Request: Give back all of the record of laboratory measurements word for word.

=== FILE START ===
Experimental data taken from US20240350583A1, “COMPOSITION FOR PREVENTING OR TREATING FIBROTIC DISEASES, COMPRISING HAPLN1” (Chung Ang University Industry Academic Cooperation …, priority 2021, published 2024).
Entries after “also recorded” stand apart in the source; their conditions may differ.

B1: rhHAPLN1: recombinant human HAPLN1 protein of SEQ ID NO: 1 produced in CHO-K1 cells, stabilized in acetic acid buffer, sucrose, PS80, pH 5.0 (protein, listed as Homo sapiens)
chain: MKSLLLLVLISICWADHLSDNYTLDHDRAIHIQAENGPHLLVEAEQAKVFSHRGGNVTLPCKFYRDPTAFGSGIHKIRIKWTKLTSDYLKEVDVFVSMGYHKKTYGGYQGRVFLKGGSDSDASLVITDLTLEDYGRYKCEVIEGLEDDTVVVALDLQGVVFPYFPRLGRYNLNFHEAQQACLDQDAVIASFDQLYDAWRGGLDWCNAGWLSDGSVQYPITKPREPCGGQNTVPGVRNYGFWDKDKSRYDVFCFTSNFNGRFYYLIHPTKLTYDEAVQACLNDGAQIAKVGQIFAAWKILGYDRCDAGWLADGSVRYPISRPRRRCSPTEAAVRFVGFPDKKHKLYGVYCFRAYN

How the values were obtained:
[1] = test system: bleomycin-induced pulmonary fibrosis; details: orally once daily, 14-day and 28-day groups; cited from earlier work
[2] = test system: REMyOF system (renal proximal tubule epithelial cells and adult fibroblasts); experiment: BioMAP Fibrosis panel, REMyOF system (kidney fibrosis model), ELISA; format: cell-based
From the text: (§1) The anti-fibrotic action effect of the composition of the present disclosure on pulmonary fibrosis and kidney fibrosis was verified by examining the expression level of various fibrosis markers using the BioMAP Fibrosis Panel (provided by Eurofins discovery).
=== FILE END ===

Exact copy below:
Experimental data taken from US20240350583A1, “COMPOSITION FOR PREVENTING OR TREATING FIBROTIC DISEASES, COMPRISING HAPLN1” (Chung Ang University Industry Academic Cooperation …, priority 2021, published 2024).
Entries after “also recorded” stand apart in the source; their conditions may differ.

B1: rhHAPLN1: recombinant human HAPLN1 protein of SEQ ID NO: 1 produced in CHO-K1 cells, stabilized in acetic acid buffer, sucrose, PS80, pH 5.0 (protein, listed as Homo sapiens)
chain: MKSLLLLVLISICWADHLSDNYTLDHDRAIHIQAENGPHLLVEAEQAKVFSHRGGNVTLPCKFYRDPTAFGSGIHKIRIKWTKLTSDYLKEVDVFVSMGYHKKTYGGYQGRVFLKGGSDSDASLVITDLTLEDYGRYKCEVIEGLEDDTVVVALDLQGVVFPYFPRLGRYNLNFHEAQQACLDQDAVIASFDQLYDAWRGGLDWCNAGWLSDGSVQYPITKPREPCGGQNTVPGVRNYGFWDKDKSRYDVFCFTSNFNGRFYYLIHPTKLTYDEAVQACLNDGAQIAKVGQIFAAWKILGYDRCDAGWLADGSVRYPISRPRRRCSPTEAAVRFVGFPDKKHKLYGVYCFRAYN

How the values were obtained:
[1] = test system: bleomycin-induced pulmonary fibrosis; details: orally once daily, 14-day and 28-day groups; cited from earlier work
[2] = test system: REMyOF system (renal proximal tubule epithelial cells and adult fibroblasts); experiment: BioMAP Fibrosis panel, REMyOF system (kidney fibrosis model), ELISA; format: cell-based
From the text: (§1) The anti-fibrotic action effect of the composition of the present disclosure on pulmonary fibrosis and kidney fibrosis was verified by examining the expression level of various fibrosis markers using the BioMAP Fibrosis Panel (provided by Eurofins discovery).